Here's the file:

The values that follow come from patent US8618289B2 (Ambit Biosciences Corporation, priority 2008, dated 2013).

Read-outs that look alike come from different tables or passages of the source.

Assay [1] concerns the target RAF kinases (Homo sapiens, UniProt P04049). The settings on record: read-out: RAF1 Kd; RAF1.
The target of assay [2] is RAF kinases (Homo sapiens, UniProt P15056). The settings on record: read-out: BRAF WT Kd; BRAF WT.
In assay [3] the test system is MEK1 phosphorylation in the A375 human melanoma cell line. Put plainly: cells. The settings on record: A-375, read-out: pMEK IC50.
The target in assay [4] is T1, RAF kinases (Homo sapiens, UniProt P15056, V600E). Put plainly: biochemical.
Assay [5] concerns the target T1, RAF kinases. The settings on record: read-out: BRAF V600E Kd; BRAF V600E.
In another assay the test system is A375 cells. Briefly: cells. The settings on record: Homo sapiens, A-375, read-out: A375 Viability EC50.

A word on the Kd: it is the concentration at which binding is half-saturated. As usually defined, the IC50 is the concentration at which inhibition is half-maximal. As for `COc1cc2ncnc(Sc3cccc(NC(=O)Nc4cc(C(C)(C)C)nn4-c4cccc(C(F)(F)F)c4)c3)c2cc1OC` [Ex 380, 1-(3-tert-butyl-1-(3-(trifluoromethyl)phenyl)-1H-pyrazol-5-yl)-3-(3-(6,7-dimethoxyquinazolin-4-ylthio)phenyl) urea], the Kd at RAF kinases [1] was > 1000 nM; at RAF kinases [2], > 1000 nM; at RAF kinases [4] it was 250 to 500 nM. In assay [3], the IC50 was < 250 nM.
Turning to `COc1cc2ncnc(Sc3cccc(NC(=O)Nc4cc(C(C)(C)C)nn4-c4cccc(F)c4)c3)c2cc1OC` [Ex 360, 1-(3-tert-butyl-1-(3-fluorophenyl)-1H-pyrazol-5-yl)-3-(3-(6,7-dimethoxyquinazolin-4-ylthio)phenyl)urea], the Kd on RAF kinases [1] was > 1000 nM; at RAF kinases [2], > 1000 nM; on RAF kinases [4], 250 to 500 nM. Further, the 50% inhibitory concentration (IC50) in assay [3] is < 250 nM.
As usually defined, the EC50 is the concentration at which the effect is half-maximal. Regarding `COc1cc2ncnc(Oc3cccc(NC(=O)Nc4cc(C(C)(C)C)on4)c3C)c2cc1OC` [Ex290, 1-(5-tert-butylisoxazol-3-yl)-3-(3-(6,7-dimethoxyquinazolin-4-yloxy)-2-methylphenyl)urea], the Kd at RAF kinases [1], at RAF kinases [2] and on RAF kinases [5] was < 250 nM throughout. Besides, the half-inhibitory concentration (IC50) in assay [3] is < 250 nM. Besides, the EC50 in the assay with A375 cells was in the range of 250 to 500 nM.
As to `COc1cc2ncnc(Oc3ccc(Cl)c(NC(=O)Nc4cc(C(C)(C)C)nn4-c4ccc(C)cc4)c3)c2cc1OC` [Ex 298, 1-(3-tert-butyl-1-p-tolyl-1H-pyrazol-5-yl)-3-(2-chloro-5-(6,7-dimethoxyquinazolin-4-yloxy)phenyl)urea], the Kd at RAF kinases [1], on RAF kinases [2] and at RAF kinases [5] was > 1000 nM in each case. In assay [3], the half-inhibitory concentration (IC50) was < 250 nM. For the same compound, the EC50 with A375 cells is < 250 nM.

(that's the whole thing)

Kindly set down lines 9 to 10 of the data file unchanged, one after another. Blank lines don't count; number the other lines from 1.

A word on the Kd: it is the concentration at which binding is half-saturated. As usually defined, the IC50 is the concentration at which inhibition is half-maximal. As for `COc1cc2ncnc(Sc3cccc(NC(=O)Nc4cc(C(C)(C)C)nn4-c4cccc(C(F)(F)F)c4)c3)c2cc1OC` [Ex 380, 1-(3-tert-butyl-1-(3-(trifluoromethyl)phenyl)-1H-pyrazol-5-yl)-3-(3-(6,7-dimethoxyquinazolin-4-ylthio)phenyl) urea], the Kd at RAF kinases [1] was > 1000 nM; at RAF kinases [2], > 1000 nM; at RAF kinases [4] it was 250 to 500 nM. In assay [3], the IC50 was < 250 nM.
Turning to `COc1cc2ncnc(Sc3cccc(NC(=O)Nc4cc(C(C)(C)C)nn4-c4cccc(F)c4)c3)c2cc1OC` [Ex 360, 1-(3-tert-butyl-1-(3-fluorophenyl)-1H-pyrazol-5-yl)-3-(3-(6,7-dimethoxyquinazolin-4-ylthio)phenyl)urea], the Kd on RAF kinases [1] was > 1000 nM; at RAF kinases [2], > 1000 nM; on RAF kinases [4], 250 to 500 nM. Further, the 50% inhibitory concentration (IC50) in assay [3] is < 250 nM.